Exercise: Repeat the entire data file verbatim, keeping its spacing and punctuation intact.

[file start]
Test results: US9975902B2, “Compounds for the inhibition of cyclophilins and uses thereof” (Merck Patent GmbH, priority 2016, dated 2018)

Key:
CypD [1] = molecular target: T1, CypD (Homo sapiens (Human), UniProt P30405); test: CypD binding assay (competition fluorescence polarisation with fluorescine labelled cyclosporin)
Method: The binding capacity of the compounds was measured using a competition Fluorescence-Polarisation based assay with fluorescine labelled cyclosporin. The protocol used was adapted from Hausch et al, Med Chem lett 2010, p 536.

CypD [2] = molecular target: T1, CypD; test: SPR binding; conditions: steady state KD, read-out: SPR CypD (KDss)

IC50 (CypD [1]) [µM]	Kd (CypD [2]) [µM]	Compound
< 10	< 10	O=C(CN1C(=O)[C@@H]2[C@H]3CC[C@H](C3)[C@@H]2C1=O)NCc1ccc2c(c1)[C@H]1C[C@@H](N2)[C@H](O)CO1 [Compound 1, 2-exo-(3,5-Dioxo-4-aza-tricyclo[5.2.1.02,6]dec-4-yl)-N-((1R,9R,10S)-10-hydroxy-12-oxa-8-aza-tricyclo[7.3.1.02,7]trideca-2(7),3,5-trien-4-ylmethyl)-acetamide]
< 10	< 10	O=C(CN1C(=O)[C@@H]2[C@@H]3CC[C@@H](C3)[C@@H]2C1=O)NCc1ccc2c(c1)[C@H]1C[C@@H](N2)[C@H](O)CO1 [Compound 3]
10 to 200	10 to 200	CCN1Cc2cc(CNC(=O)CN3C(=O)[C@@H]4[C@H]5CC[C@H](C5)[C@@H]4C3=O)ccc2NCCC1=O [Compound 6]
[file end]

Test results: US9975902B2, “Compounds for the inhibition of cyclophilins and uses thereof” (Merck Patent GmbH, priority 2016, dated 2018)

Key:
CypD [1] = molecular target: T1, CypD (Homo sapiens (Human), UniProt P30405); test: CypD binding assay (competition fluorescence polarisation with fluorescine labelled cyclosporin)
Method: The binding capacity of the compounds was measured using a competition Fluorescence-Polarisation based assay with fluorescine labelled cyclosporin. The protocol used was adapted from Hausch et al, Med Chem lett 2010, p 536.

CypD [2] = molecular target: T1, CypD; test: SPR binding; conditions: steady state KD, read-out: SPR CypD (KDss)

IC50 (CypD [1]) [µM]	Kd (CypD [2]) [µM]	Compound
< 10	< 10	O=C(CN1C(=O)[C@@H]2[C@H]3CC[C@H](C3)[C@@H]2C1=O)NCc1ccc2c(c1)[C@H]1C[C@@H](N2)[C@H](O)CO1 [Compound 1, 2-exo-(3,5-Dioxo-4-aza-tricyclo[5.2.1.02,6]dec-4-yl)-N-((1R,9R,10S)-10-hydroxy-12-oxa-8-aza-tricyclo[7.3.1.02,7]trideca-2(7),3,5-trien-4-ylmethyl)-acetamide]
< 10	< 10	O=C(CN1C(=O)[C@@H]2[C@@H]3CC[C@@H](C3)[C@@H]2C1=O)NCc1ccc2c(c1)[C@H]1C[C@@H](N2)[C@H](O)CO1 [Compound 3]
10 to 200	10 to 200	CCN1Cc2cc(CNC(=O)CN3C(=O)[C@@H]4[C@H]5CC[C@H](C5)[C@@H]4C3=O)ccc2NCCC1=O [Compound 6]